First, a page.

Parkin reverses intracellular β-amyloid accumulation and its negative effects on proteasome function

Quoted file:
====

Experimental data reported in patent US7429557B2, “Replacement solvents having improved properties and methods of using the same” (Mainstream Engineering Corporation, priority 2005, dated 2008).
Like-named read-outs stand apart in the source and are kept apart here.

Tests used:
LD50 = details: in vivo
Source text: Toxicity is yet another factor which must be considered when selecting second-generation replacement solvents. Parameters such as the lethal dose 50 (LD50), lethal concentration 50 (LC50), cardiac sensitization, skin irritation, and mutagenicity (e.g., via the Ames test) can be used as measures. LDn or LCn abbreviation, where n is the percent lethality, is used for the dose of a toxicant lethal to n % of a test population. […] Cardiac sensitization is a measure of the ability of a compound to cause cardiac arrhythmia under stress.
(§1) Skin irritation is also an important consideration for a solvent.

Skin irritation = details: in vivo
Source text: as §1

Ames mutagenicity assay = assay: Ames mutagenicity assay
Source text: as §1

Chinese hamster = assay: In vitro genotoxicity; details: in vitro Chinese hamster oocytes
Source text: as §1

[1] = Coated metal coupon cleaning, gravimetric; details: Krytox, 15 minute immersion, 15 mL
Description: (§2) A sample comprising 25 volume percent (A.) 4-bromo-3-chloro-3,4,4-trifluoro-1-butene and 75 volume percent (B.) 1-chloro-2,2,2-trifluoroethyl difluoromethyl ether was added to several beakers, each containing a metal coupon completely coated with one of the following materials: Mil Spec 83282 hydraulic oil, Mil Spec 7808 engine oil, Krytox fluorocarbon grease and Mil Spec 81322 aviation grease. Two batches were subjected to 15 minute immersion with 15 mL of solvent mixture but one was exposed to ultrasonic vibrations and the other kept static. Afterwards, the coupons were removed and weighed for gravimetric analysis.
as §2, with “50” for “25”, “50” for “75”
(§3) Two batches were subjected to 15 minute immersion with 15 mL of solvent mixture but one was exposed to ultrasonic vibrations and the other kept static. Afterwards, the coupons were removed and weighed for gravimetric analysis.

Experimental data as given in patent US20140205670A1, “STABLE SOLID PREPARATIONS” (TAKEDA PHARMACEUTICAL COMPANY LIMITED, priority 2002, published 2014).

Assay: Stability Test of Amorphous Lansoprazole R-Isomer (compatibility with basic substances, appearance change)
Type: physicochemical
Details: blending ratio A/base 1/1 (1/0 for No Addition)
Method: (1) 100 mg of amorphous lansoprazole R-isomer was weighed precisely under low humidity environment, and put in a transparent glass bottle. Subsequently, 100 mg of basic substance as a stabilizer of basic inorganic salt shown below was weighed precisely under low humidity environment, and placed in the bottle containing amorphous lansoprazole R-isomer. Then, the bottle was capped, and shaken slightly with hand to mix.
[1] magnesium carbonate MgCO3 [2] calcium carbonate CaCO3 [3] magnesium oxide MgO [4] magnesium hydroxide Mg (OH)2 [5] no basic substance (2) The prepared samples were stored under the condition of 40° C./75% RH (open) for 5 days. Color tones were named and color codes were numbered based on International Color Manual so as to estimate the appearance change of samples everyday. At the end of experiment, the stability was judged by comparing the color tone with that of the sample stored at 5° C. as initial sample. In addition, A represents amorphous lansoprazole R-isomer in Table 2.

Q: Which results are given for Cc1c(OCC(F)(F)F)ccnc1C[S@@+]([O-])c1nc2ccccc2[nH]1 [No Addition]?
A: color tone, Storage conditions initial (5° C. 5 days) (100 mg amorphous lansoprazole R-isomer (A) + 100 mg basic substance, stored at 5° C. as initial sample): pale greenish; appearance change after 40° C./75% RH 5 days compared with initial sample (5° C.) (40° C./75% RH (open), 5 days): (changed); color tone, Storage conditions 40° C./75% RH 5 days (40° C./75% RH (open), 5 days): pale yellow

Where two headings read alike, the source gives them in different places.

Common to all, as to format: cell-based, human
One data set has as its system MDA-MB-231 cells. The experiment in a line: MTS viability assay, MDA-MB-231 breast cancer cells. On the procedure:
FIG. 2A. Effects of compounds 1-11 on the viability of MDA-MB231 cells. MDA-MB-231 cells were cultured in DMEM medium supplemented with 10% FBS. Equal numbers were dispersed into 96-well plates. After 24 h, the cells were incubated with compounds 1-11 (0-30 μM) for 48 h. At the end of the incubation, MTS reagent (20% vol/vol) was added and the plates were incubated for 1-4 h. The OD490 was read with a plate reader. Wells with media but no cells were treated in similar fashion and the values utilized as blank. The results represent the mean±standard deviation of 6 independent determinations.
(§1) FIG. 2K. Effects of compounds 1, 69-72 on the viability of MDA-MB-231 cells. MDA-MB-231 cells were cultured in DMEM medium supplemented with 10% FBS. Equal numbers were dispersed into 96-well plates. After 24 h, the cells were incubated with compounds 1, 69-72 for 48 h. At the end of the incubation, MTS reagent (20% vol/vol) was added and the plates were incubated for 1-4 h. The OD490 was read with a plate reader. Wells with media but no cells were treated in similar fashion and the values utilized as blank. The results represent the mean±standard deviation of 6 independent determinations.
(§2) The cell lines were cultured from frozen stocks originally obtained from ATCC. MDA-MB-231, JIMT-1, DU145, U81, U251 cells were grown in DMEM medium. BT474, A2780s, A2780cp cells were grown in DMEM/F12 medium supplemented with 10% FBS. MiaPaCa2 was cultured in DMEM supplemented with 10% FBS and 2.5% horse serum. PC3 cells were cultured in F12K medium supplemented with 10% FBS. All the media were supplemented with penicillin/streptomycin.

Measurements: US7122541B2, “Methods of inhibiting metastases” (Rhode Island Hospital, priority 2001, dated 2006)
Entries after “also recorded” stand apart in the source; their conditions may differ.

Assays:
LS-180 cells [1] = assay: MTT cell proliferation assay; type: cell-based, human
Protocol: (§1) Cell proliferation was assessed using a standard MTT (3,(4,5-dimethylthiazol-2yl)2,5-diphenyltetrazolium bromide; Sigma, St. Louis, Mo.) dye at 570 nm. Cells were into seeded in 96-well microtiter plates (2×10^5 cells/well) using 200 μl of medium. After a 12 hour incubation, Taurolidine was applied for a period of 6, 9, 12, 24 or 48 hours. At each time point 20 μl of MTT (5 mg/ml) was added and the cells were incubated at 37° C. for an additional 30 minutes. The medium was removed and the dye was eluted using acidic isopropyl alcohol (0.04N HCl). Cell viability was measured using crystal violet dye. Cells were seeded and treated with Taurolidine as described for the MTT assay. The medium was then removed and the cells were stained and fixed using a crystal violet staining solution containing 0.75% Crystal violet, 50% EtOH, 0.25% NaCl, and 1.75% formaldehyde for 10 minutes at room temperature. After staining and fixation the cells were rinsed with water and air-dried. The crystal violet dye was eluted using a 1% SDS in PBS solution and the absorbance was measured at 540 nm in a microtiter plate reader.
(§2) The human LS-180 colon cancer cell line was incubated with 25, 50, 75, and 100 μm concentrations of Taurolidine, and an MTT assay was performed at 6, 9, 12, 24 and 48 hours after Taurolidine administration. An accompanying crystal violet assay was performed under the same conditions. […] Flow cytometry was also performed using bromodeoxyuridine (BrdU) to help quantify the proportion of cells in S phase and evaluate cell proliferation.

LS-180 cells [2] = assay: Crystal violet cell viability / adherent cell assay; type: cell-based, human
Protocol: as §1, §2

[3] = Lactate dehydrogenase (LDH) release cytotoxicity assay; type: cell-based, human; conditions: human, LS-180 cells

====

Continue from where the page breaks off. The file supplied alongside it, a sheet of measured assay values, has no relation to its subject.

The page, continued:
The significance of intracellular β-amyloid (Aβ42) accumulation is increasingly recognized in Alzheimer's disease (AD) pathogenesis. Aβ removal mechanisms that have attracted attention include IDE/neprilysin degradation and antibody-mediated uptake by immune cells. However, the role of the ubiquitin-proteasome system (UPS) in the disposal of cellular Aβ has not been fully explored. The E3 ubiquitin ligase Parkin targets several proteins for UPS degradation, and Parkin mutations are the major cause of autosomal recessive Parkinson's disease. We tested whether Parkin has cross-function to target misfolded proteins in AD for proteasome-dependent clearance in SH-SY5Y and primary neuronal cells. Wild-type Parkin greatly decreased steady-state levels of intracellular Aβ42, an action abrogated by proteasome inhibitors. Intracellular Aβ42 accumulation decreased cell viability and proteasome activity. Accordingly, Parkin reversed both effects. Changes in mitochondrial ATP production from Aβ or Parkin did not account for their effects on the proteasome. Parkin knock-down led to accumulation of Aβ. In AD brain, Parkin was found to interact with Aβ and its levels were reduced. Thus, Parkin is cytoprotective, partially by increasing the removal of cellular Aβ through a proteasome-dependent pathway. © 2009 Wiley-Liss, Inc.